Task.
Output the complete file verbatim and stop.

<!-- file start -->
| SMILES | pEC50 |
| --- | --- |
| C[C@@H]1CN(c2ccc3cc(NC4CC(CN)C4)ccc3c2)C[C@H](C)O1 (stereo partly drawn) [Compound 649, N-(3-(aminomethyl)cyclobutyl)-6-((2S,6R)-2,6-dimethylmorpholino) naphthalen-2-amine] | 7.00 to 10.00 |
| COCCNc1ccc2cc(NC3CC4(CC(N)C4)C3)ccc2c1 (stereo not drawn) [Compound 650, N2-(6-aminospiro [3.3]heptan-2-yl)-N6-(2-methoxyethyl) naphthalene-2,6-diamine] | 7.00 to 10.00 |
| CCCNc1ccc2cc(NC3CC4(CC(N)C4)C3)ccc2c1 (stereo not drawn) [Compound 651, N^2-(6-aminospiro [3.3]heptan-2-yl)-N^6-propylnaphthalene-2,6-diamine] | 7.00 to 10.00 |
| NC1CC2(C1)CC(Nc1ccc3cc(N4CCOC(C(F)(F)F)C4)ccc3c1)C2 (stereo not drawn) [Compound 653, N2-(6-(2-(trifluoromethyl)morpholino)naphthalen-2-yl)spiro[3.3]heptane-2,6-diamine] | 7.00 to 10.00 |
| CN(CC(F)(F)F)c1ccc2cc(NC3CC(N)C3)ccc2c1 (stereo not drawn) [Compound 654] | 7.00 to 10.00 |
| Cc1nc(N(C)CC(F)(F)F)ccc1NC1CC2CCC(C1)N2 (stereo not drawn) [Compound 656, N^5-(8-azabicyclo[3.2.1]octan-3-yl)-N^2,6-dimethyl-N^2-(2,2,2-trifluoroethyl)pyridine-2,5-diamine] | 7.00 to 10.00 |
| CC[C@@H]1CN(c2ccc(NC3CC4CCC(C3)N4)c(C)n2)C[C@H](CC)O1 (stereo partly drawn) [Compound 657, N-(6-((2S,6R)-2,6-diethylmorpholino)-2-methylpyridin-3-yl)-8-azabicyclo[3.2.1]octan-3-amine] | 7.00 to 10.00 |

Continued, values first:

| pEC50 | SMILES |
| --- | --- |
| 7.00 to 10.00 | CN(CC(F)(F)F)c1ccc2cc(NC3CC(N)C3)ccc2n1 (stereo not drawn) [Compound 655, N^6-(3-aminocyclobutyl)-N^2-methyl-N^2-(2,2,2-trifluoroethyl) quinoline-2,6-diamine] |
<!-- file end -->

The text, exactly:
| SMILES | pEC50 |
| --- | --- |
| C[C@@H]1CN(c2ccc3cc(NC4CC(CN)C4)ccc3c2)C[C@H](C)O1 (stereo partly drawn) [Compound 649, N-(3-(aminomethyl)cyclobutyl)-6-((2S,6R)-2,6-dimethylmorpholino) naphthalen-2-amine] | 7.00 to 10.00 |
| COCCNc1ccc2cc(NC3CC4(CC(N)C4)C3)ccc2c1 (stereo not drawn) [Compound 650, N2-(6-aminospiro [3.3]heptan-2-yl)-N6-(2-methoxyethyl) naphthalene-2,6-diamine] | 7.00 to 10.00 |
| CCCNc1ccc2cc(NC3CC4(CC(N)C4)C3)ccc2c1 (stereo not drawn) [Compound 651, N^2-(6-aminospiro [3.3]heptan-2-yl)-N^6-propylnaphthalene-2,6-diamine] | 7.00 to 10.00 |
| NC1CC2(C1)CC(Nc1ccc3cc(N4CCOC(C(F)(F)F)C4)ccc3c1)C2 (stereo not drawn) [Compound 653, N2-(6-(2-(trifluoromethyl)morpholino)naphthalen-2-yl)spiro[3.3]heptane-2,6-diamine] | 7.00 to 10.00 |
| CN(CC(F)(F)F)c1ccc2cc(NC3CC(N)C3)ccc2c1 (stereo not drawn) [Compound 654] | 7.00 to 10.00 |
| Cc1nc(N(C)CC(F)(F)F)ccc1NC1CC2CCC(C1)N2 (stereo not drawn) [Compound 656, N^5-(8-azabicyclo[3.2.1]octan-3-yl)-N^2,6-dimethyl-N^2-(2,2,2-trifluoroethyl)pyridine-2,5-diamine] | 7.00 to 10.00 |
| CC[C@@H]1CN(c2ccc(NC3CC4CCC(C3)N4)c(C)n2)C[C@H](CC)O1 (stereo partly drawn) [Compound 657, N-(6-((2S,6R)-2,6-diethylmorpholino)-2-methylpyridin-3-yl)-8-azabicyclo[3.2.1]octan-3-amine] | 7.00 to 10.00 |

Continued, values first:

| pEC50 | SMILES |
| --- | --- |
| 7.00 to 10.00 | CN(CC(F)(F)F)c1ccc2cc(NC3CC(N)C3)ccc2n1 (stereo not drawn) [Compound 655, N^6-(3-aminocyclobutyl)-N^2-methyl-N^2-(2,2,2-trifluoroethyl) quinoline-2,6-diamine] |